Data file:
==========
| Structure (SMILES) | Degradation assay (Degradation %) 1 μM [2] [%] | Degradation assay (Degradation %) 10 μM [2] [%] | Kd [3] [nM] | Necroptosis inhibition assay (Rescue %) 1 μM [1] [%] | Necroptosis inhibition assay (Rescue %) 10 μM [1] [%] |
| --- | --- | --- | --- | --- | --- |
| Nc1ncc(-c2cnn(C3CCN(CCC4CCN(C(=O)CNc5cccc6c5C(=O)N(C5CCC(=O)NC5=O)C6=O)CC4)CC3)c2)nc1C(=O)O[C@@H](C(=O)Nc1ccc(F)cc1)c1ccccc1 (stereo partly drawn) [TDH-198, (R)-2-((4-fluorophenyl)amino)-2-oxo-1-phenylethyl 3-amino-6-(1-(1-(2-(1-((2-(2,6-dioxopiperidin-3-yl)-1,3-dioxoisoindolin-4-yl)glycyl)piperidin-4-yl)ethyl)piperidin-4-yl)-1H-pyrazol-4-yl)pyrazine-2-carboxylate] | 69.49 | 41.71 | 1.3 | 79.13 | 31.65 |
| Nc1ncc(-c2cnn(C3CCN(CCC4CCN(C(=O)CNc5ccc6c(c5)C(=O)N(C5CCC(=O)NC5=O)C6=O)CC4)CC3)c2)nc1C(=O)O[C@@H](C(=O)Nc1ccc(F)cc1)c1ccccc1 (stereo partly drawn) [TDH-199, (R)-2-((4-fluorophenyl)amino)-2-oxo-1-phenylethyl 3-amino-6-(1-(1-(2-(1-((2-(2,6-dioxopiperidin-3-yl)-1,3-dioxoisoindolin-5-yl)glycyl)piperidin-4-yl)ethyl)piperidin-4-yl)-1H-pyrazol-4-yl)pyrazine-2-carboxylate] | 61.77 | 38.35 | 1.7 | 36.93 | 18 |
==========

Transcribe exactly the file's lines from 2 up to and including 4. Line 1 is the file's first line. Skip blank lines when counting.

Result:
| --- | --- | --- | --- | --- | --- |
| Nc1ncc(-c2cnn(C3CCN(CCC4CCN(C(=O)CNc5cccc6c5C(=O)N(C5CCC(=O)NC5=O)C6=O)CC4)CC3)c2)nc1C(=O)O[C@@H](C(=O)Nc1ccc(F)cc1)c1ccccc1 (stereo partly drawn) [TDH-198, (R)-2-((4-fluorophenyl)amino)-2-oxo-1-phenylethyl 3-amino-6-(1-(1-(2-(1-((2-(2,6-dioxopiperidin-3-yl)-1,3-dioxoisoindolin-4-yl)glycyl)piperidin-4-yl)ethyl)piperidin-4-yl)-1H-pyrazol-4-yl)pyrazine-2-carboxylate] | 69.49 | 41.71 | 1.3 | 79.13 | 31.65 |
| Nc1ncc(-c2cnn(C3CCN(CCC4CCN(C(=O)CNc5ccc6c(c5)C(=O)N(C5CCC(=O)NC5=O)C6=O)CC4)CC3)c2)nc1C(=O)O[C@@H](C(=O)Nc1ccc(F)cc1)c1ccccc1 (stereo partly drawn) [TDH-199, (R)-2-((4-fluorophenyl)amino)-2-oxo-1-phenylethyl 3-amino-6-(1-(1-(2-(1-((2-(2,6-dioxopiperidin-3-yl)-1,3-dioxoisoindolin-5-yl)glycyl)piperidin-4-yl)ethyl)piperidin-4-yl)-1H-pyrazol-4-yl)pyrazine-2-carboxylate] | 61.77 | 38.35 | 1.7 | 36.93 | 18 |